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098 Quantitative cardiovascular magnetic resonance myocardial perfusion imaging: inter-study reproducibility
  1. G Morton,
  2. R Jogiya,
  3. A Schuster,
  4. A Chiribiri,
  5. E Nagel
  1. King's College London, London, UK


Background Absolute quantification of myocardial perfusion with Cardiovascular Magnetic Resonance (CMR) is increasingly available and can potentially improve current qualitative and semi-quantitative analysis. The absence of ionising radiation makes CMR ideal for serial examinations for patient management or in clinical trials. Inter-study reproducibility is crucial for serial examinations but is not known for quantitative CMR perfusion.

Methods 16 healthy volunteers underwent high-resolution stress and rest perfusion imaging at 3 Tesla on 3 occasions during a single day. Scan 1 was at 0900, scan 2 immediately after and scan 3 at 1400. Absolute perfusion was determined in each coronary artery territory and globally by Fermi constrained deconvolution of myocardial signal intensity curves. Left ventricular volumes and function were also calculated. Scan 1 and 2 were used to evaluate perfusion inter-study reproducibility under the same conditions while scan 3 was used to assess for diurnal variation. Inter-study reproducibility was determined by calculation of coefficients of variation (CV) defined as the SD of the differences of the measurements from the first two examinations, divided by the mean.

Results 11 full datasets were suitable for quantitative perfusion analysis. Participants were 27±5 years old and five were male. Myocardial perfusion and haemodynamics for all 3 studies, and the significance of associated differences, are shown in Abstract 098 table 1. Inter-study reproducibility was reasonable; rest perfusion was more reproducible than stress and global more reproducible than territorial. CV was 26.8%, 16.0% and 23.9% for global stress and rest perfusion and myocardial perfusion reserve (MPR) respectively. Corresponding segmental CV were 35.2%, 27.5% and 33.5% (Abstract 098 table 2). The agreement between segmental perfusion and MPR from scans 1 and 2 are shown in Abstract 098 figure 1. The reproducibility of left ventricular volumes and function was excellent (CV 4%, 7.7% and 4.6% for end diastolic volume, end-systolic volume and ejection fraction respectively). There were no significant diurnal variations in perfusion or LV volumes and function.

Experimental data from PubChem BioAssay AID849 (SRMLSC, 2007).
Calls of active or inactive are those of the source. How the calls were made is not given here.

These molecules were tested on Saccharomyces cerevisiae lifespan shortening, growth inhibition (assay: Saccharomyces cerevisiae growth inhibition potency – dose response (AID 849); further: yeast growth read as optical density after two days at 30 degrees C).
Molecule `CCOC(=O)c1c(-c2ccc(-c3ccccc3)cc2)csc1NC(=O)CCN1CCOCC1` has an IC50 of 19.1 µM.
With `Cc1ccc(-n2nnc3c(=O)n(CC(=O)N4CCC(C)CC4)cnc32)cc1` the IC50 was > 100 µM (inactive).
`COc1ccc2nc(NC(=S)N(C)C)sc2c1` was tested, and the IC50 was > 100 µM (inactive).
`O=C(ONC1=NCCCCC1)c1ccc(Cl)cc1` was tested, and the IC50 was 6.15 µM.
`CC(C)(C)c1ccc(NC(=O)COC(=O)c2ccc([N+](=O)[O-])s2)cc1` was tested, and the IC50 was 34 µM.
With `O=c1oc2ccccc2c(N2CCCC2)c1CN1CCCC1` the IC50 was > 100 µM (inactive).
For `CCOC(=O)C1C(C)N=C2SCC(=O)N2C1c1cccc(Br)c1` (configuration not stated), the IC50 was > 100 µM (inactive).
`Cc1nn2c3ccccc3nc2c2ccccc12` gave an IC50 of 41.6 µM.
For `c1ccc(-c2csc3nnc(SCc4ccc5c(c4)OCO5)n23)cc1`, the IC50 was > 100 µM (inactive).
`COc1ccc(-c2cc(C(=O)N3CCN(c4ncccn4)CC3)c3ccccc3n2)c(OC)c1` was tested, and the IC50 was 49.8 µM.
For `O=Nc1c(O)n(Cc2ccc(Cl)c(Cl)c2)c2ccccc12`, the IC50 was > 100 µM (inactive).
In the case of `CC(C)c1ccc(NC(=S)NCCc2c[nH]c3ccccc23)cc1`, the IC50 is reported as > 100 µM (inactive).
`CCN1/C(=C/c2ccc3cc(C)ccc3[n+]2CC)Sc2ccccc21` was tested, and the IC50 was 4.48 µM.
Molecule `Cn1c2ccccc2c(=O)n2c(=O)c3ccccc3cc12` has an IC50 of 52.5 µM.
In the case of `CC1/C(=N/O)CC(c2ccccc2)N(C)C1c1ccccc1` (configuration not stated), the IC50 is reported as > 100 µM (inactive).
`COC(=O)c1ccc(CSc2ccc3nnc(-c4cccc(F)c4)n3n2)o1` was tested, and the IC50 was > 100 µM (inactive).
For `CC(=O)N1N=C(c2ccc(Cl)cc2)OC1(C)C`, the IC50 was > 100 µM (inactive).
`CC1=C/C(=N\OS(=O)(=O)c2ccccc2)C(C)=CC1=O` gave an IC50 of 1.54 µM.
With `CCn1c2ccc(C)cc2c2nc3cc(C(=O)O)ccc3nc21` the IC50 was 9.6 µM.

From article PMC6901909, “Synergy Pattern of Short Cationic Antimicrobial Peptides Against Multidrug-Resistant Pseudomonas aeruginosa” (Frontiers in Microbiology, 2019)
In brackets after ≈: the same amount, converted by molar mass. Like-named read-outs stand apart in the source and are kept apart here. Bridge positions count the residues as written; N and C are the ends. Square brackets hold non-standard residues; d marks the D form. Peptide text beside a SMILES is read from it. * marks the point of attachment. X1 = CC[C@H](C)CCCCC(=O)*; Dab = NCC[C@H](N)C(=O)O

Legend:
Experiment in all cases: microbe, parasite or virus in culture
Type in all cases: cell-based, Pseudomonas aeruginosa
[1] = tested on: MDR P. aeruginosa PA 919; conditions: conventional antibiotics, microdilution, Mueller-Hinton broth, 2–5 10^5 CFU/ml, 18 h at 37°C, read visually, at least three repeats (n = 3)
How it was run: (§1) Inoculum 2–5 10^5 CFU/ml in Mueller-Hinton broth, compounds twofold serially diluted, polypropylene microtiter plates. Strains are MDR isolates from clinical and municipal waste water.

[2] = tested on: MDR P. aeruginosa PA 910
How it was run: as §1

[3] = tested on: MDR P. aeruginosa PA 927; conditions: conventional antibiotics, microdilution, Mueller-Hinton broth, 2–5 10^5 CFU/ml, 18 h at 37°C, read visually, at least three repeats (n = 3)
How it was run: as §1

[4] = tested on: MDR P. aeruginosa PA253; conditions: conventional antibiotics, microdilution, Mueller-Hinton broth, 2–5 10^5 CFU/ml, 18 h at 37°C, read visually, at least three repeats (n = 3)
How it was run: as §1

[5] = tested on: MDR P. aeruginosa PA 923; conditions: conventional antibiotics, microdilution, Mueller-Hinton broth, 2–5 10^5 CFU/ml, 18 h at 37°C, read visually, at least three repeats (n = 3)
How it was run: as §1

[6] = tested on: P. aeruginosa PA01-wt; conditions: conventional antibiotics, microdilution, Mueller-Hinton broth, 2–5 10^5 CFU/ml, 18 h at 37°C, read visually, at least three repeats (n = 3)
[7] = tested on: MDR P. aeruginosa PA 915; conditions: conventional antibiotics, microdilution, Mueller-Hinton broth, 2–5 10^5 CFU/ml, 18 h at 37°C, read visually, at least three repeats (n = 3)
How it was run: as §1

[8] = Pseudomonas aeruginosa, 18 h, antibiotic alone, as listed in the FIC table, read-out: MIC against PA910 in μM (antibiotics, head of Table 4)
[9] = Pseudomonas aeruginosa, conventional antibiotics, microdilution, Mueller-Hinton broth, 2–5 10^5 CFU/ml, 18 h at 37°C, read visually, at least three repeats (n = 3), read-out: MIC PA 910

Abstract 098 Table 1
Abstract 098 Table 2

Conclusions The inter-study reproducibility of quantitative myocardial perfusion is reasonable and best for global rest perfusion. No significant diurnal variation in perfusion was observed.

  • Cardiovascular magnetic resonance
  • reproducibility
  • quantitative perfusion

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